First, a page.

Availability of FSL

FSL is available ready to run for macOS and Linux (Centos or Debian/Ubuntu) - with Windows computers being supported via the Windows Subsystem for Linux (WSL). We also provide source code if you run an OS not directly supported by us.

Installing FSL

We strongly recommend that the FSL software is downloaded and installed using the fslinstaller.py script available from the link below:

Once you have downloaded the installer, fslinstaller.py, you can use it to install FSL on your computer by following these instructions (click on the appropriate link now, as the next steps for installing are described in the linked pages, not in the sections immediately below here):

Patching FSL

After you have installed FSL for the first time, you can update your version to keep up with new releases by following these instructions to apply upgrades/patches (e.g. from version 6.0.1 to 6.0.2):

Troubleshooting: commands missing after installation

If, after installing FSL, FSLeyes is missing, or you encounter errors such as imcp: No such file or directory (or similar errors referring to imglob or immv), then this means that the installation did not complete successfully. To fix this, follow these steps (you may be able to omit sudo if you installed FSL into a location other than /usr/local/fsl/):

  1. Check to see if a directory called $FSLDIR/fslpython exists. If it does, delete it by running sudo rm -r $FSLDIR/fslpython.

  2. Run sudo $FSLDIR/etc/fslconf/fslpython_install.sh -f $FSLDIR to re-install the missing components.

Note that this will cause a large amount of data to be downloaded - a fast and reliable internet connection is necessary in order for the installation to complete successfully.

Running FSL

Shell setup

The FSL Install script will setup your computer such that you can run the FSL tools from a terminal. See our shell setup guide for details on what this script does. On Linux computers it can also be used to configure FSL for all users on the computer.

Starting the programs

Once your account is configured for FSL use, you can run the FSL tools from the command line; the tools are stored in $FSLDIR/bin and this location will have been added to your terminal's search locations for ease of use.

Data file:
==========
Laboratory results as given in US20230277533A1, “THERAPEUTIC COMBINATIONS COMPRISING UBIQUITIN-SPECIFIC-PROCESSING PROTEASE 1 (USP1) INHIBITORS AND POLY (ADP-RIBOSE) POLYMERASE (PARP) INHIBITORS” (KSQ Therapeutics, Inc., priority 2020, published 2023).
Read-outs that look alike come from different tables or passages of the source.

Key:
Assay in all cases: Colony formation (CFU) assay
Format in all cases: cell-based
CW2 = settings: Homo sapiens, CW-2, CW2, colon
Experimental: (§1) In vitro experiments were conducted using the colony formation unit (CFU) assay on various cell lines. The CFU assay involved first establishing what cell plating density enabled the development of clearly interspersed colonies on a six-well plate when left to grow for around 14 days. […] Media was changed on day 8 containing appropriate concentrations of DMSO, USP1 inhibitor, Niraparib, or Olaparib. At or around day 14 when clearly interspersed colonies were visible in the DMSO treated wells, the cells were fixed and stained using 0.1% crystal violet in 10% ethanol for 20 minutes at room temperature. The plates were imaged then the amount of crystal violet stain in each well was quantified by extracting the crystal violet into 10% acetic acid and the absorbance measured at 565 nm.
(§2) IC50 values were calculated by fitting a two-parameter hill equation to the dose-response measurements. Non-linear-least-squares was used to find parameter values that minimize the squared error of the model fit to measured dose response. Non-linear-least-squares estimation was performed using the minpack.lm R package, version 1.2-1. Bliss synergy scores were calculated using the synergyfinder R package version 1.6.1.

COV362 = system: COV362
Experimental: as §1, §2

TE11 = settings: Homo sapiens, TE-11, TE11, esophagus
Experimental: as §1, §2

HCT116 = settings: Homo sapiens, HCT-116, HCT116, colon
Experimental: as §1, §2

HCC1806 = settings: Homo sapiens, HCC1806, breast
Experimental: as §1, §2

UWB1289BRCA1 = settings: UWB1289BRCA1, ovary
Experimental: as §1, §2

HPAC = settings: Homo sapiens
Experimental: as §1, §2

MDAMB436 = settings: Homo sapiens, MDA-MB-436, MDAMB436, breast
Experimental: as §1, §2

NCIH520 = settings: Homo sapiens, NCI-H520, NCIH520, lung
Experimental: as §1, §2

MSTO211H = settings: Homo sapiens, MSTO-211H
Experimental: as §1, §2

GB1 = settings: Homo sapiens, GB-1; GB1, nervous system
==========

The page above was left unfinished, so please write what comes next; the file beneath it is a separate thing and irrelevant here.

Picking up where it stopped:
In general, command-line programs are lower case (e.g. bet), with the GUI version capitalised (e.g. Bet), except on macOS, where you need to append _gui because it can't tell the difference between upper and lower case filenames (e.g. Bet_gui).

To bring up a simple GUI which is just a menu of the main individual FSL GUI tools, just type fsl.

Using FSL with a GridEngine (or similar) computing cluster

Several of the more compute-intensive tools can take advantage of cluster computing, via Son of Grid Engine or http://gridscheduler.sourceforge.net/| Open Grid Scheduler]] (both forks of Sun Grid Engine). We would largely recommend using Son of Grid Engine if you are building a cluster from scratch on a Centos system as they provide RPMs to ease installation. Debian/Ubuntu users should look to install the gridengine package.

Cluster aware tools

All the above tools interact with a compute cluster via a single central script fsl_sub; if no cluster is available then this script silently runs all the requested jobs in series. To customise FSL for your local compute cluster and clustering software, simply edit ${FSLDIR}/bin/fsl_sub - hopefully the comments in this file are sufficient to make this fairly painless, particularly for labs using a GE variant. For clustering software other than GE, note that fsl_sub makes use of a GE feature allowing the submission of a text file containing a list of commands (one per line) to be run in parallel.

Running bedpostX on a GPU or GPU cluster

We now have a CUDA implementation of bedpostX which gives 100x speedup on a single GPU compared to a single CPU core. Running the CUDA version of bedpostX requires some special settings as explained below.


FslInstallation (last edited 13:19:53 05-03-2021 by PaulMcCarthy)